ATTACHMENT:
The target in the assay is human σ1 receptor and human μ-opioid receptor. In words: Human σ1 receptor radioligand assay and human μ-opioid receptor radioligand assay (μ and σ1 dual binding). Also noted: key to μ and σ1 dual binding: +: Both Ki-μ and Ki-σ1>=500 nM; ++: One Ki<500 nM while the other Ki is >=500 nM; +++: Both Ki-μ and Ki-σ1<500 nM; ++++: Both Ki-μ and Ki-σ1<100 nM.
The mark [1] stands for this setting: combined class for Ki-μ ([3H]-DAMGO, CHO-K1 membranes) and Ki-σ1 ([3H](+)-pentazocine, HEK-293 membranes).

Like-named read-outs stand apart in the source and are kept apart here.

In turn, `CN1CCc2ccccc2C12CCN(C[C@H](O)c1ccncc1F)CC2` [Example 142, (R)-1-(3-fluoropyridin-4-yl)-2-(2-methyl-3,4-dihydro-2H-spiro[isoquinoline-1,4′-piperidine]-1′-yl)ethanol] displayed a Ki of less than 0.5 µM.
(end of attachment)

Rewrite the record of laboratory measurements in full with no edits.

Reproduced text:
The target in the assay is human σ1 receptor and human μ-opioid receptor. In words: Human σ1 receptor radioligand assay and human μ-opioid receptor radioligand assay (μ and σ1 dual binding). Also noted: key to μ and σ1 dual binding: +: Both Ki-μ and Ki-σ1>=500 nM; ++: One Ki<500 nM while the other Ki is >=500 nM; +++: Both Ki-μ and Ki-σ1<500 nM; ++++: Both Ki-μ and Ki-σ1<100 nM.
The mark [1] stands for this setting: combined class for Ki-μ ([3H]-DAMGO, CHO-K1 membranes) and Ki-σ1 ([3H](+)-pentazocine, HEK-293 membranes).

Like-named read-outs stand apart in the source and are kept apart here.

In turn, `CN1CCc2ccccc2C12CCN(C[C@H](O)c1ccncc1F)CC2` [Example 142, (R)-1-(3-fluoropyridin-4-yl)-2-(2-methyl-3,4-dihydro-2H-spiro[isoquinoline-1,4′-piperidine]-1′-yl)ethanol] displayed a Ki of less than 0.5 µM.